The Lost, Part 2
Château de Selvilles
40 Juillian, 597 Année de Paix
The raven arrived much as the previous one had: unexpectedly, from the west, wings beating hard against the frosty air. This time, however, the message was not entirely a surprise. Jean-Pierre had been expecting a message for several weeks, and was somewhat relieved that it was finally here.
There was a part of him, though, that had hoped for the letter to never arrive. Hoped that he would remain waiting for eternity, never having to know whether or not the war on the mountains had been successful, never having to deal with the fallout of deaths and defeat and casualty after casualty.
But that didn’t matter now. The raven was here.
Jean-Pierre coughed roughly. The illness had been flaring up as of late, but the doctor had prescribed him a root powder to dissolve in his water, which seemed to be helping a bit. It was hard to tell. It might have been his imagination. He took a sip of the bitter, medicated liquid while waiting for a servant to bring down the letter. When it arrived, he quickly unfurled the scroll and read.
Monsieur le Comte,
Please find enclosed in this letter the outcome of the campaign conducted against the Mountain Dwellers earlier this year.
Per your instructions and assistance, we were able to muster one thousand fighting men, as well as the one hundred men of the Mountain Guard.
Beginning on the second day of Amilaus, we began our campaign against the Mountain Dwellers. The campaign involved a thorough march through the mountains by several divisions of soldiers, and the establishment of a central base camp on the mountains for more effective transport of supplies. The first phase of the campaign went according to plan, with no casualties and an efficient use of time and resources.
Surprisingly, however, our initial explorations did not reveal any Mountain Dweller camps, nor any Dwellers themselves. At this point, suspecting that our presence had scared them off, I dispatched a third of our number to the southern edge of the mountains; over the course of the next month, we systematically worked our way to close the gap between our forces and thereby squeeze out any Dwellers.
We did not encounter any Mountain Dwellers though this strategy. This is concerning because it suggests to me that they have established a hidden base of operations somewhere in the mountains. Obviously, this presents a problem for us. While the Mountain Guard attempts to keep a detailed survey of the mountains, it is impossible for us to navigate every nook and cranny, and we will never know the area as well as the Dwellers do. The men we mustered from the lowlands would fare even worse. The mountains are dangerous at the best of times, and it is likely that the hiding place is located in a remote, inaccessible location that would be reachable only by the most experienced Guardsmen.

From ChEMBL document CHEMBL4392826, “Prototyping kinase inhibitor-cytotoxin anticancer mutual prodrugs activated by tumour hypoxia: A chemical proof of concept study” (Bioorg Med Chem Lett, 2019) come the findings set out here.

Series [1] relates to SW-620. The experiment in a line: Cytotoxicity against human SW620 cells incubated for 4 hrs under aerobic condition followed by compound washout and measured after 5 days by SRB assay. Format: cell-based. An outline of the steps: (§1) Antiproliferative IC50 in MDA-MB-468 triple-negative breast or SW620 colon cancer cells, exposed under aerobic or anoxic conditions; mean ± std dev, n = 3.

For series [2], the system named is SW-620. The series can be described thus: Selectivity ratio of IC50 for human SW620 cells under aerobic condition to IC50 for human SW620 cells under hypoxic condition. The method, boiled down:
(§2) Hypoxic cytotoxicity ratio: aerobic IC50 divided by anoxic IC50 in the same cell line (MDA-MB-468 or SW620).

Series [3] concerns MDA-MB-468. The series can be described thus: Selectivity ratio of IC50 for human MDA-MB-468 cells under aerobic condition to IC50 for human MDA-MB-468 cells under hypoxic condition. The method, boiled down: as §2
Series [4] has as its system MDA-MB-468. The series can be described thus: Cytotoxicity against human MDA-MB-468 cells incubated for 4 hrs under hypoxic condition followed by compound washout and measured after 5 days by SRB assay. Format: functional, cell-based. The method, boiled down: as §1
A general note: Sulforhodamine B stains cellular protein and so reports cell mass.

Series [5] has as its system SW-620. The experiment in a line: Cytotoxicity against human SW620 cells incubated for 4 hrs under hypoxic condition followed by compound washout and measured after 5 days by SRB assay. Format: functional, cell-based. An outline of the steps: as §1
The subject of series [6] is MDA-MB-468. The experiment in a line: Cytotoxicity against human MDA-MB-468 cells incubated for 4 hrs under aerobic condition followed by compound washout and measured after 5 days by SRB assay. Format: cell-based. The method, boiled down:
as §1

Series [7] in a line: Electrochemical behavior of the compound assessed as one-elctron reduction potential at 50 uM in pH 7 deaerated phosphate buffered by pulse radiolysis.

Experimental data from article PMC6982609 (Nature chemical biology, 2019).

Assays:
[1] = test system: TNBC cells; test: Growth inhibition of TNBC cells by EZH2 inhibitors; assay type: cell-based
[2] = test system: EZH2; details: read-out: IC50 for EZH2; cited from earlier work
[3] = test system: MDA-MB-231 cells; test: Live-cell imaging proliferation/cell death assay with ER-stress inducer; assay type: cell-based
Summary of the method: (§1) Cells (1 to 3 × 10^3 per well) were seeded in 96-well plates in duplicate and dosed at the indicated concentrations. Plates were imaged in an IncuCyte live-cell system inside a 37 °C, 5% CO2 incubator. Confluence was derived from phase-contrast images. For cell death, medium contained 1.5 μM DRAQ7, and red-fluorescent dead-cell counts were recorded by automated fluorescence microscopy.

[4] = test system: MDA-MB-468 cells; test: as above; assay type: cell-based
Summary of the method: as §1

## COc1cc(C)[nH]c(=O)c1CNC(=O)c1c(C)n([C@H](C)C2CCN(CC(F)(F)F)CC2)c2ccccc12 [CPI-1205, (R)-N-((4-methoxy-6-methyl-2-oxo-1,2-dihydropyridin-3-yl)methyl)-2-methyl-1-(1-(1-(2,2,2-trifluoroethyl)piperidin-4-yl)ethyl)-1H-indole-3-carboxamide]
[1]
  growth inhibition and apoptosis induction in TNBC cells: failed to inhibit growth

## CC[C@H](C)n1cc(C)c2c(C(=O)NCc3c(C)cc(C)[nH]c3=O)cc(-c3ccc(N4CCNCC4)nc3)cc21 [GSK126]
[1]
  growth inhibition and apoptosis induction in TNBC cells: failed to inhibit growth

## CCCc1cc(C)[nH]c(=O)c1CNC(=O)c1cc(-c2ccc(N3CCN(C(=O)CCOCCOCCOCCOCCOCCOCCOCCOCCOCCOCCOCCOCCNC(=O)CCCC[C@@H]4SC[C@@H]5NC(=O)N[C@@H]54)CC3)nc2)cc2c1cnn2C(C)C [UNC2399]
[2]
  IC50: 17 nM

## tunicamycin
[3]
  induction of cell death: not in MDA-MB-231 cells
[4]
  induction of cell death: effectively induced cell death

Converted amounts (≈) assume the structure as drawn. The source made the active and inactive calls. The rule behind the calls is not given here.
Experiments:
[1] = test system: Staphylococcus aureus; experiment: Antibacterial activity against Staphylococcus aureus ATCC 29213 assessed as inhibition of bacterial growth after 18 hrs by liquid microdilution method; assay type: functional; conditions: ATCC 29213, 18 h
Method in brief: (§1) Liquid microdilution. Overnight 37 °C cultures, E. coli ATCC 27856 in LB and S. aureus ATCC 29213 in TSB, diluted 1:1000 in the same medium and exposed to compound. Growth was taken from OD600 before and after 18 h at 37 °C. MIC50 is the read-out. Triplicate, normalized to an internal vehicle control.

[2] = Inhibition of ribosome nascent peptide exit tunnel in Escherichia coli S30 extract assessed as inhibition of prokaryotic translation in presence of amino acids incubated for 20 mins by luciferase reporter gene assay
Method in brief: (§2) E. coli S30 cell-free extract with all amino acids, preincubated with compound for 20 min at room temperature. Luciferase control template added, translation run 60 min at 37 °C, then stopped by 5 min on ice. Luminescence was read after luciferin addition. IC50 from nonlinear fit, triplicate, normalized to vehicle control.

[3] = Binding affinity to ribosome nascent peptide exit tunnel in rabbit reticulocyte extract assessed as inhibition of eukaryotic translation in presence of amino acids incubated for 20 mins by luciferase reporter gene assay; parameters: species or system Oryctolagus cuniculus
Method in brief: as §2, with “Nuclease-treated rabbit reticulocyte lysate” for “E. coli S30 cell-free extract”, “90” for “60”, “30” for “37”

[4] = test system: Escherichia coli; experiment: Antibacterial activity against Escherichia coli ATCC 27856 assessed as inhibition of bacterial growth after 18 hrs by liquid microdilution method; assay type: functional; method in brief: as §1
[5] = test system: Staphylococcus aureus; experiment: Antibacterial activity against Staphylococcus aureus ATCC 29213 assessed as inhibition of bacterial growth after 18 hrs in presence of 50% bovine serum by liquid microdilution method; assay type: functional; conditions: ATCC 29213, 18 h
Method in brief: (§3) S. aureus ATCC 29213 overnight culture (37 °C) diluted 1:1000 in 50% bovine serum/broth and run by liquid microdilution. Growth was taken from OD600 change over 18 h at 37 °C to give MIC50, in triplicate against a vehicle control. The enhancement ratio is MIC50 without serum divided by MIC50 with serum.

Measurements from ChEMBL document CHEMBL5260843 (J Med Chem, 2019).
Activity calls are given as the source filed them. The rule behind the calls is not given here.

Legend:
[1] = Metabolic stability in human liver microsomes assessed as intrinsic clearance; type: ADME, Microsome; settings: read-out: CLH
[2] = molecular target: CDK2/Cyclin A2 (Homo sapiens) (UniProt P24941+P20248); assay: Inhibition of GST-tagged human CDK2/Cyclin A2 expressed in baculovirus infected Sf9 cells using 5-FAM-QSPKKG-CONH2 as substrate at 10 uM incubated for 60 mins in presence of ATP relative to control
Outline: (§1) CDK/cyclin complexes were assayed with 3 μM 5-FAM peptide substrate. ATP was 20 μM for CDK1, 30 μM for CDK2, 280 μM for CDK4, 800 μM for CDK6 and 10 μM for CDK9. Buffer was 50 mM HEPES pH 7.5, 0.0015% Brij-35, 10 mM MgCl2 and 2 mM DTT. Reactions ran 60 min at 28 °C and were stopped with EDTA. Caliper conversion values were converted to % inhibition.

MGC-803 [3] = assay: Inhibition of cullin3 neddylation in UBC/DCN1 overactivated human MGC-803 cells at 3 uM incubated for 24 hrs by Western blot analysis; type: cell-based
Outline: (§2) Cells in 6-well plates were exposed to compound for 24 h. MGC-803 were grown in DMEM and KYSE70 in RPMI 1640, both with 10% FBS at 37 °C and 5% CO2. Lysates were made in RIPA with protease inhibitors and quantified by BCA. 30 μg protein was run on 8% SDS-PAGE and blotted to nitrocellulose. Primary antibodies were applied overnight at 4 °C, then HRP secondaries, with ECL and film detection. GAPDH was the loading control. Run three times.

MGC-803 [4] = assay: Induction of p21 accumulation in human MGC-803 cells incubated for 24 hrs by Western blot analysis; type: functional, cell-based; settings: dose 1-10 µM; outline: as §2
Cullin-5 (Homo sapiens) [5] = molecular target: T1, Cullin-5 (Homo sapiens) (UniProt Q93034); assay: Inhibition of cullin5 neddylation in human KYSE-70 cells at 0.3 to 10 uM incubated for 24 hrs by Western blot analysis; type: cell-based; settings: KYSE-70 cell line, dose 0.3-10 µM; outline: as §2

With that in mind, and with the Dwellers seemingly contained, I have called an end to the campaign. The Mountain Guard’s next steps will be to increase surveillance across all fronts, attempting to locate this hideout and, hopefully, capture it.
I hope you will forgive the failure of this campaign. I accept full responsibility for the outcome.
One final thing. While we experienced no casualties due to battle, we did lose several men to the elements. They were mostly inexperienced commoners who disappeared during blizzards. Unfortunately, no bodies were able to be recovered. In total, fourteen men were lost in this manner.
Jean-Pierre cursed under his breath, and then went into a coughing fit which lasted longer than he would have liked. He wiped his mouth with a handkerchief and dropped the letter on his desk.
There was something strange going on here, and he could not put his finger on it. As a nobleman, Jean-Pierre knew history — military history and otherwise — and the Mountain Dwellers had never done anything like this. They were a simplistic people, with aggressive tendencies and poor tactics. They did not negotiate. They did not hide. They did not learn. They killed, and they were killed, and that was all.
He would find the answer eventually. He always did. It was only a matter of time.
Jean-Pierre coughed again, wetly, and he could taste something metallic in the back of his throat. He let out a sigh. Perhaps in this instance, he thought, time mattered a little bit more.